Larry Aasen has just written his 4th book about North Dakota.
That may be a world record.
“Very few people write books about North Dakota,” the Peace Garden State native and longtime Westporter says modestly.
“Then again, very few people live in North Dakota, period.”
At 96 years old, Aasen still has all his wits — and his wit.
So I should note here: Very few 96-year-olds write books, period.
Aasen’s oeuvre includes “North Dakota 100 Years Ago,” “Images of North Dakota” and “North Dakota Postcards 1900-1930.” The postcards are fascinating — some are from his parents’ collection (they corresponded that way when they were courting, and lived 30 miles apart) — and so are the photos his mother took using a new-fangled camera (they were sent to Minneapolis to be developed, and arrived back 3 weeks later).
His latest book — “North Dakotans Never Give Up” — goes beyond images, postcards and history. It’s a personal memoir, weaving together Aasen’s youth in the still-pioneer state with the inspiring story of residents who overcame great adversity, and achieved big things.
(Eric Sevareid, Lawrence Welk and Peggy Lee, to name 3.)
“The Depression was a terrible time,” Aasen says of his youth. “Many young people in North Dakota today have no idea. There were grasshoppers, drought — you name it.”
Those North Dakotans who never gave up survived by raising cows, turkeys, chickens and pigs. They made their own food. They built chairs and benches out of wood they chopped. They were self-sufficient. They had to be.
“Winters were tough,” he says. “Kids really did walk to school in the snow.”
He was one of those kids. And he’d go to school after milking cows. “We smelled. The town kids teased us,” he recalls.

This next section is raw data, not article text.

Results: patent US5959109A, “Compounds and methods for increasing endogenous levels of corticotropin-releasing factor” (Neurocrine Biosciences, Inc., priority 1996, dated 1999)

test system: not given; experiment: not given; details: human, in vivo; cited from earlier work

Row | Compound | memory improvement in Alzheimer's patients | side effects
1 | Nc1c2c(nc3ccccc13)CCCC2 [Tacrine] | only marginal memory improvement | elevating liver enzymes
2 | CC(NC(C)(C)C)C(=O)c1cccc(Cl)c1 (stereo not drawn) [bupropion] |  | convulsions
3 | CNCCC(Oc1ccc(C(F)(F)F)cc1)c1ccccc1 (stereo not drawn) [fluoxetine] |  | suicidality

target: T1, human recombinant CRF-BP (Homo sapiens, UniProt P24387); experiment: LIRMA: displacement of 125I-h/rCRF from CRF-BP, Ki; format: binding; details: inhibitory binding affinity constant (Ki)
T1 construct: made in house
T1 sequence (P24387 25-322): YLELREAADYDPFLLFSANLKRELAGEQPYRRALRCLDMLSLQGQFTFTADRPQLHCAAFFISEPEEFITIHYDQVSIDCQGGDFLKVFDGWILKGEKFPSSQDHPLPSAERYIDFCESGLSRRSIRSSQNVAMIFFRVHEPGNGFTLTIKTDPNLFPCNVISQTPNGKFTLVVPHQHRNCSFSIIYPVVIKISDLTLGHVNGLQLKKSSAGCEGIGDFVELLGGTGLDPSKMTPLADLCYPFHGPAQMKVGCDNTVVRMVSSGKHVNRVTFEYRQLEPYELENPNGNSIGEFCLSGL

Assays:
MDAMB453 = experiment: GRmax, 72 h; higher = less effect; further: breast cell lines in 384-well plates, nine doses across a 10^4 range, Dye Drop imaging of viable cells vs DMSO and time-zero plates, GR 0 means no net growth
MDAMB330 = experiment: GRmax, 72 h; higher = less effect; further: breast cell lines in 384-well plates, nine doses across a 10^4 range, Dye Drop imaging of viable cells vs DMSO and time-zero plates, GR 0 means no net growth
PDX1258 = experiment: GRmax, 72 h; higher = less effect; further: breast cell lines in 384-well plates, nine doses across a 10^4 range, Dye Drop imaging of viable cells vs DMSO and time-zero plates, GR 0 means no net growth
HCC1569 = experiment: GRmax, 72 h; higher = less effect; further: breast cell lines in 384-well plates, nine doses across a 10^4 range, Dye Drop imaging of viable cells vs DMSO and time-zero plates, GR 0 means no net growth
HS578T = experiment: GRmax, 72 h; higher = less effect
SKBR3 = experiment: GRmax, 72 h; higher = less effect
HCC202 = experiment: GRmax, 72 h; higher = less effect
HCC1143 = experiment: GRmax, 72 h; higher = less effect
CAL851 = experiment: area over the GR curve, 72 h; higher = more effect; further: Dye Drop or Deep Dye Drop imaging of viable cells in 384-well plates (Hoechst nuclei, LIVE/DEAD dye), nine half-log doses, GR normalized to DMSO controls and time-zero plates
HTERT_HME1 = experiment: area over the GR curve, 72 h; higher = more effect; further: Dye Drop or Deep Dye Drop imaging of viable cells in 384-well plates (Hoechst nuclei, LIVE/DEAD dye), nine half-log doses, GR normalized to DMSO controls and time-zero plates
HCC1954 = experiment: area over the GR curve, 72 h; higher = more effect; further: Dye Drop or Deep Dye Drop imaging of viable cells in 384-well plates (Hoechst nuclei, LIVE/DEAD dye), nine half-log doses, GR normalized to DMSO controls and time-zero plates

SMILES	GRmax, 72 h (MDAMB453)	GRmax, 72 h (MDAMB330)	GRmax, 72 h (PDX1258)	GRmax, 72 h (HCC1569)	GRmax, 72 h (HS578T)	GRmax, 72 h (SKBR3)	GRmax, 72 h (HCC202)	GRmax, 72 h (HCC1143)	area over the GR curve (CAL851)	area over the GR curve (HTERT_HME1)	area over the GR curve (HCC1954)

Aasen’s grandparents were certainly tough. All 4 lived into their 80s. Their stories form an important part of the new book.
“Weak people died,” Aasen says. His grandparents never went to the hospital. They didn’t even have medical care.
“It cost $1 for the doctor to come to the farm. That was too expensive.” He doesn’t remember ever seeing medicine in the house — “except maybe cough syrup.”
His mother kept a diary, which he still has. “She would talk about whatever happened that day,” Aasen says. “‘Today an airplane flew over the farm.’ ‘We butchered a pig.’ ‘Hoover was elected president.’ There were a lot of bank robberies too.”
Aasen is an assiduous researcher. He spent 9 months writing the most recent volume — and did all the layout too. (His son-in-law got it copy-ready.)
“I’m 96, but I’m too busy to be a senior citizen,” Aasen — whose Mississippi-born wife Martha, 89, is equally active — says.
Aasen’s books sell well — and all over the country. They’re bought by libraries, universities, people who live in North Dakota, and those who have left.
They’re reviewed regularly in publications like the Bismarck Tribune, Grand Forks Herald and Forum of Fargo.
Aasen promotes his books himself, partly through direct mail. After 4 volumes, he’s built up a robust mailing list. (Robust by North Dakota standards, anyway.)
He used to go back every year. His trips now are less frequent.
“I had 31 cousins there. Now there’s 1,” Aasen says. “My classmates, my Army mates — they’re all gone.”
Larry and Martha Aasen moved to Westport in 1963. They’ve been involved in town life — too many activities to count — ever since.
But nearly 6 decades later — after nearly a century on the planet — Larry Aasen still loves his home state. And he’s proud to honor the people he grew up with there.
“A lot of people today, if they can’t get a job they sit around feeling sorry for themselves,” he says.
“In North Dakota, you couldn’t do that. You’d starve.
“You had to be tough, and figure things out.”
Like his book title says: North Dakotans Never Give Up.
(To buy a copy of Aasen’s book, email firstname.lastname@example.org, or call 203-227-6126.)